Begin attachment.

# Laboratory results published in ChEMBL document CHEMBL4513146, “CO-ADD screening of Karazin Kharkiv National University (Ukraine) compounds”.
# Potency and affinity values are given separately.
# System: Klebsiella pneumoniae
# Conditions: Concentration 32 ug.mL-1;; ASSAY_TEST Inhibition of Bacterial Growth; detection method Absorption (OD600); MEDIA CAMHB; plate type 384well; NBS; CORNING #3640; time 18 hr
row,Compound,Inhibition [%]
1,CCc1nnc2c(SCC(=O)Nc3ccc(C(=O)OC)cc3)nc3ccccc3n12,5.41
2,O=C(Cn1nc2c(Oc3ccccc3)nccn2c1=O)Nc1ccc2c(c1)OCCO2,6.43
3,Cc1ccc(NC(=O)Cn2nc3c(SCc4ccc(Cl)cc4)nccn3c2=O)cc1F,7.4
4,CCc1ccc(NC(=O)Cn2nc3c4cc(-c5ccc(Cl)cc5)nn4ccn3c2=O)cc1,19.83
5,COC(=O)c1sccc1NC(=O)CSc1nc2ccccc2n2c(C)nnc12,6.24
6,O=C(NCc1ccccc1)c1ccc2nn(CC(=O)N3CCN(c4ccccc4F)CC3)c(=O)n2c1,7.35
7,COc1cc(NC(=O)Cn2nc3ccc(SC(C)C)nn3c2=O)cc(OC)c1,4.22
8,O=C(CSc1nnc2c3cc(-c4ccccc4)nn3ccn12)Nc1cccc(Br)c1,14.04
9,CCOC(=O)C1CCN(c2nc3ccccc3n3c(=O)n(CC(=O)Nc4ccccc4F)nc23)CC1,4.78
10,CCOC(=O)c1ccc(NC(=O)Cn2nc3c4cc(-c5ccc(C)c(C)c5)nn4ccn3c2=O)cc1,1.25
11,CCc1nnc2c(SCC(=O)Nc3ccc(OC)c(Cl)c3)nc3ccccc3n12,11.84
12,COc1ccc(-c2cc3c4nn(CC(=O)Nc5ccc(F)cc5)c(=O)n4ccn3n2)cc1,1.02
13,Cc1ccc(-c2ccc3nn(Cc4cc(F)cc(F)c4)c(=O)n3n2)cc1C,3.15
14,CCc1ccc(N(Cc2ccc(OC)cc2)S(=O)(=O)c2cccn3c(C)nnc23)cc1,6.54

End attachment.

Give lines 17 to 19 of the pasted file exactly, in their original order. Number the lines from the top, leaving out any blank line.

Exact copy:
12,COc1ccc(-c2cc3c4nn(CC(=O)Nc5ccc(F)cc5)c(=O)n4ccn3n2)cc1,1.02
13,Cc1ccc(-c2ccc3nn(Cc4cc(F)cc(F)c4)c(=O)n3n2)cc1C,3.15
14,CCc1ccc(N(Cc2ccc(OC)cc2)S(=O)(=O)c2cccn3c(C)nnc23)cc1,6.54